“I’m not sure about radically simple,” declares Lincoln, the Forest Garden’s founder, instructor, and lead designer, “A lot of what we do is pretty complicated!” The Forest Garden is a permaculture project - a holistic approach to growing food.
Permaculture is a design process that establishes productive ecosystems with long-term sustainability for both human and non-human life. With its focus on perennial crops, such as fruit and nut trees, permaculture benefits future generations. With an emphasis on multifunctionality, permaculture strives to create efficient systems.
The existing, natural features of the land play a pivotal role in a garden’s layout. Forest gardens are specifically designed to mimic a natural forest’s layers of growth - from root to overstory. Their objective is to maximize productivity while fostering habitat for flora and fauna, growing a genetically diverse range of crops.
To get to the Forest Garden, we drive 30 minutes due east from Washington, DC to Bowie, Maryland. We park at the cul-de-sac at the end of a suburban street in a middle-upper class, suburban neighborhood, an unlikely location for a forest garden.
Ben, the garden’s soil ecologist, instructor, and consultant, and Lincoln emerge from what seems like someone’s backyard to greet us. The late sun casts honey-colored light on our faces as we introduce ourselves.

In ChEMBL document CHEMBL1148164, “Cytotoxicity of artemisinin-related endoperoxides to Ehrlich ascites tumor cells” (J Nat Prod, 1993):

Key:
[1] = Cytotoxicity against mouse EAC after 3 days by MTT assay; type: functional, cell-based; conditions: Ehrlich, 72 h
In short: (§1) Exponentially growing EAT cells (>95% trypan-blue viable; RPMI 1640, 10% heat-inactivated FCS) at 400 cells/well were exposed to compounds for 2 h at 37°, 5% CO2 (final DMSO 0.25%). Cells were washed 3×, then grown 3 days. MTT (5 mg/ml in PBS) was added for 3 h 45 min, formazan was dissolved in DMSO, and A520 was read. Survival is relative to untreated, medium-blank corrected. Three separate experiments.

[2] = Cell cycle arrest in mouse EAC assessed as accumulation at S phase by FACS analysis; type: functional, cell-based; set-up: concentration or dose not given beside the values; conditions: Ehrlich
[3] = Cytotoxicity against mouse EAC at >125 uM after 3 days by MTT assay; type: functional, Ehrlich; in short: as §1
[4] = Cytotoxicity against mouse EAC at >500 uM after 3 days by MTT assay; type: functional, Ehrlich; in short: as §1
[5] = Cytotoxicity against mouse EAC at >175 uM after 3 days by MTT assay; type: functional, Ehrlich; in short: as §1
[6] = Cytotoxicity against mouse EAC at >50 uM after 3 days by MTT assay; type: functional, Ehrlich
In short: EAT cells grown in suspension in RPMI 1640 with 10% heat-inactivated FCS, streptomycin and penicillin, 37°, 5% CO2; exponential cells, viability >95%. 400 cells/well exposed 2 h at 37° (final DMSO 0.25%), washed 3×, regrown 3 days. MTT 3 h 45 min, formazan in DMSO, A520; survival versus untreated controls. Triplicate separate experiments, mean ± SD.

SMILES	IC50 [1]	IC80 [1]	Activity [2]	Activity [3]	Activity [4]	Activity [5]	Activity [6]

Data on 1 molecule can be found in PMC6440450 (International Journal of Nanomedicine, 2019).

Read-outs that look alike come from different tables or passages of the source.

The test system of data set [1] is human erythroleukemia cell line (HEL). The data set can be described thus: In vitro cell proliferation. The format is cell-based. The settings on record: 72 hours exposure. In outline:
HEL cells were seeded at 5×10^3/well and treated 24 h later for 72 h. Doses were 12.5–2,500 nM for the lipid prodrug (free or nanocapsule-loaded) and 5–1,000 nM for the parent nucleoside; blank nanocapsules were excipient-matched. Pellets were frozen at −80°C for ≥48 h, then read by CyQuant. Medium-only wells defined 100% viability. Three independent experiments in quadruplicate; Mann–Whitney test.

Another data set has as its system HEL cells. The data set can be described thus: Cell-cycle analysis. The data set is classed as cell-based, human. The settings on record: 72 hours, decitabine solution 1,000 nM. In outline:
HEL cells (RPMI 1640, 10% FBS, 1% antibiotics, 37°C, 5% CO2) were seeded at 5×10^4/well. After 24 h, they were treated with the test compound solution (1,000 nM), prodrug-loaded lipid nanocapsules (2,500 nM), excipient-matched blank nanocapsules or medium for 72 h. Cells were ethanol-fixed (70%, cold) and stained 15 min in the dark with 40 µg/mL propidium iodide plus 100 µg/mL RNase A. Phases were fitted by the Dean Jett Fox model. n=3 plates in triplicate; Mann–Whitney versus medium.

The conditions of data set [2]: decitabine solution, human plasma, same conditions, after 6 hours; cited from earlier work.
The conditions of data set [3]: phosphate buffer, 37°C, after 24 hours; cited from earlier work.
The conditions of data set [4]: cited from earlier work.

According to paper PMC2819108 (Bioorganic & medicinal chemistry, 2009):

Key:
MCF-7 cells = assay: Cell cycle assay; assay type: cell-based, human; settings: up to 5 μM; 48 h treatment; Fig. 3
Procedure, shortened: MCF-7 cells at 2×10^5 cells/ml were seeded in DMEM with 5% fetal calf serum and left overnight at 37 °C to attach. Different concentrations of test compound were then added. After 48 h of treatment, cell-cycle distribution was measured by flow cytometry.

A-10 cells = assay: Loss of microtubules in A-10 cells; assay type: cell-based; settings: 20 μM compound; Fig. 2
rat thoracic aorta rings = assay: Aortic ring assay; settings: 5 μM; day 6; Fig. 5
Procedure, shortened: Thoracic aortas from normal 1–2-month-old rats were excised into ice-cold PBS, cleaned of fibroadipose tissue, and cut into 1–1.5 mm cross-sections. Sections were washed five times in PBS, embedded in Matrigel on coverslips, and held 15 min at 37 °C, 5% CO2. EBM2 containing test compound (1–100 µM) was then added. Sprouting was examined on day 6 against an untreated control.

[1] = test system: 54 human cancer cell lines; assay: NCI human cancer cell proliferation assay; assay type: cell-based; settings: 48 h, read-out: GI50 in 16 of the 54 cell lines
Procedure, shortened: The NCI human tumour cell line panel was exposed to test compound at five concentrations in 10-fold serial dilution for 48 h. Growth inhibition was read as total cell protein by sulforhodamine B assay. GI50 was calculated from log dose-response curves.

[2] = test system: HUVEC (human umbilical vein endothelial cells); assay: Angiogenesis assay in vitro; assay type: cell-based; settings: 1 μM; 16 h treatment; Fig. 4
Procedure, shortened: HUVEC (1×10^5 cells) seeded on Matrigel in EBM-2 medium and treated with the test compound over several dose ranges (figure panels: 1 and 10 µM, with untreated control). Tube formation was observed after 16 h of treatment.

We make our way across an open field to the garden entrance. The towering gate is decorated with large, cherry wood letters that spell out Forest Garden.
Just before the fence, we stop to look at some pear trees. Lincoln points to a faint, horizontal line on the trunk where two species were grafted together. This allows them to utilize the already-established root system of the existing tree to grow another, more palatable variety.
Lincoln and Ben’s passions radiate as they begin showing us around the 10 acres. About half of the land, where most of the active cultivation is happening, is relatively open. The other five acres are densely wooded. They lead us along the grassy paths that separate the different beds. Lincoln admits that the garden is still in an experimental phase, as they determine what grows well where and what doesn’t, and remediating the soil with nitrogen-fixing plants.
The Forest Garden doesn’t look like the average American garden or farm, with tidy beds and orderly rows. There is some signage to identify particular plants, but mostly it’s a potpourri of color, texture, scent, and sound.
The hum of bumblebees reverberates through the air as they nectar on some nearby anise hyssop. Lincoln invites us to try some of the mint-and-licorice-tasting leaves. Ben walks over with two heaping handfuls of blackberries. We feel like we’ve discovered Eden.
* Check out Lincoln and Ben's website to learn more about the Forest Garden and other projects, including events, classes, tours, and workshops.